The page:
Me: Really?!
Grayson: Yes, for talking.
Me: I guess I can see that. Your Memaw's very friendly.
Grayson: Yes, Memaw and I have a lot in common. We both talk a lot.
Derrick: I think talking a lot is something a lot of people in your family have in common.
Grayson: Yeah, especially my daddy!

He delivered that so well, I literally started laughing out loud and almost choked on my spaghetti. Then for the rest of dinner, anything that Derrick said prompted a, "See, you're talking again!" from Grayson.

Facebook Statuses

Derrick stubbed his toe and Penelope yelled, "Oh cyap!"
D: That's for Daddy to say.
P: Daddy says, 'Oh cyap!'
(Later Derrick stubbed his toe and yelled, "Ouch!")
P (shaking head): Every time, ouch!
May 22 at 12:03pm via Android

Penelope (getting out of the shower with me): Mommy, there's an ant down there on the floor.
Me: That's okay.
(I walk to the door, and she follows haltingly, always stopping and looking over her shoulder)
Penelope (at last, as if fed up): Stop following me, ant!!
May 22 at 3:44pm

Penelope: My toodlebutt hurts.
Derrick: Why does your toodlebutt hurt?
Penelope: Bit. By an alligator.
Penelope: Daddy, an alligator bit my toodlebutt again!
May 22 at 4:31pm

Penelope (showing Derrick a Zooble): This is my bunny.
D: What's your bunny's name?
P: Blue Bunny.
D: Is Blue Bunny a boy or a girl?
P: Boy.
Me: Are you boy or a girl?
P: Boy.
D: No, Bubby is a boy. You're a girl. Is the bunny a boy like Bubby or a girl like you?
P: Girl like you.
May 22 at 4:37 pm

Penelope (the minute we walk in the door): I want to watch Spiderman!
Me: How about an episode of Mickey Mouse?
Penelope: No, I want to watch Spiderman! (Brings me the Spiderman 2 box) Here's Spiderman. Let's watch it. (Running up to Derrick, trying to sell it) Daddy, you might like Spiderman.
Tuesday at 10:55pm

I think all the painting we've been doing lately has finally started to bore Penelope. Today, watching me paint the mirror, she said, "Wow, Mommy, that looks awesome," but I cannot do justice in print to her extreme lack of enthusiasm. She sounded like she was reading it at gunpoint off a cue card!
Tuesday at 11:45 pm

Penelope's new game...
Penelope (squishing Derrick's face): Who's that Daddy woman?
Derrick: When did this become the height of hilarity? Do you just like to see Daddy smile?
Penelope: I like to see that woman.

She is crazy.
Wednesday at 12:11 am

Derrick: Don't pull my hair, Nellie!
Nellie: I like mad Daddy!
Wednesday at 12:13 am

Penelope: (trying to squirm away after her bath) No! I want to be naked!
Me: (sternly) Penelope, if you don't let me put your clothes on, I'll have to get your daddy, and he will be mad.
Penelope: (seriously, critiquing my scolding) Mommy, that is not your best happy.
Wednesday at 12:16am

After the bath...
Penelope (sitting on the tile and swishing back and forth): The floor is so wet!
Me: Get up off the dirty floor!
Nellie: The floor is clean. I washed it with my toodlebutt.
Wednesday at 4:36pm

Penelope managed to wear big girl panties for several hours today. Three times, she successfully made it to the potty (but not the fourth). Every time she ran over to the windows and yelled, "Hey birdies! I went body!"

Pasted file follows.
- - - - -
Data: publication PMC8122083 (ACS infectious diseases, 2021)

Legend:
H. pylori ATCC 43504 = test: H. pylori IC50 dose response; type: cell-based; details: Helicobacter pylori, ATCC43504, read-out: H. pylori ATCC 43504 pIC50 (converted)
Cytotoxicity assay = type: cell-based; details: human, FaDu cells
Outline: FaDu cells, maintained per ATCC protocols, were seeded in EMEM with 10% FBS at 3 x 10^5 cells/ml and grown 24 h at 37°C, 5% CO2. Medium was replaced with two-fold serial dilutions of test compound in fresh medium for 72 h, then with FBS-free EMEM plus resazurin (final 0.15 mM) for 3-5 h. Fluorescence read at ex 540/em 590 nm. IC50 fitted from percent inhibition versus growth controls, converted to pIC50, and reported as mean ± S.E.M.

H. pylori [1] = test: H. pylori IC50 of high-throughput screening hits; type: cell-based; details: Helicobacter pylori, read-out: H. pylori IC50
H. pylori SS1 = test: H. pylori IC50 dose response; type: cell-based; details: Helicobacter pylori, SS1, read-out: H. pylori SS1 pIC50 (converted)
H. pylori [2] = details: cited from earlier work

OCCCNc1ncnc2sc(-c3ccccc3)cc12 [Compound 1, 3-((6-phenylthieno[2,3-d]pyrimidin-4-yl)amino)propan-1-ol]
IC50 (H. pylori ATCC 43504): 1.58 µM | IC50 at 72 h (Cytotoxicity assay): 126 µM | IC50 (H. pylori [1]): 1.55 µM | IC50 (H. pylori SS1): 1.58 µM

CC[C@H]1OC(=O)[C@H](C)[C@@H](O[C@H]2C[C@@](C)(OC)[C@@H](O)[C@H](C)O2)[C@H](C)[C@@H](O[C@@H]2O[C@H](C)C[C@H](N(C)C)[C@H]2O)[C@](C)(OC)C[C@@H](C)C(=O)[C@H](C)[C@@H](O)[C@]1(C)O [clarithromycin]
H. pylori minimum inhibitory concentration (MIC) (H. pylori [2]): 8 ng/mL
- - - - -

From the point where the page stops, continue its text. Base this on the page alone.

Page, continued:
Wednesday at 4:43pm

Butterscotch seems to be the hottest trend in toy pet naming. Penelope recently informed us that her kitten is named Butterscotch. Now she tells me that her tiny toy dog is also Butterscotch. "I have a kitty Butterscotch and a puppy Butterscotch." (As I started typing this, she brought me a plastic horse. "What's his name?" I asked, expecting "Butterscotch." She surprised me by answering, "Ice Cream!")
Wednesday at 11:31 pm

Penelope found a bag full of containers of the jewelry I wore as a teenager. Mom must have brought it over this morning. "I'll share that with you when you're big," I said, not wanting her to scatter my trinkets. Importantly, she told me, "I'm big now."
Wednesday at 11:36 pm

I just discovered this treasure trove contains two non-matching eyeball earrings, a tiny owl charm I bought in Athens, pastel jingle bell earrings I wore with my pastel flower print jean shorts in seventh grade, a little carton of my broken baby teeth, and four tickets stubs from the Master's of the Universe Power Tour (which I'm pretty sure I attended in third grade).
Wednesday at 11:39pm

Penelope: Let me see your Mickey ring.
Me: I don't have a Mickey ring.
Penelope: You do. You have these ones.
Me: Those are earrings. You can't wear them because you don't have holes in your ears.
Penelope: I do!
Me: But you need little holes in your ear lobes. You don't have pierced ears.
Penelope: I have... (fumbling, trying to put the earring in a suitable hole) I have...(yelping in outrage) I'm big!
Yesterday at 12:14 am

Penelope: I want to go see Grandpa.
Me: Let me put your diaper on first. We don't want Grandpa to see your naked toodlebutt. He'll be scandalized!
Penelope: Is "scandalized" mean "too funny"?
7 hours ago

Penelope just picked up my old jewelry case and started shaking it even though the lid was open. I tried to put everything back.
Me: Where is the other froggie earring? You lost him.
Penelope: I didn't lost him.
Me: He's gone!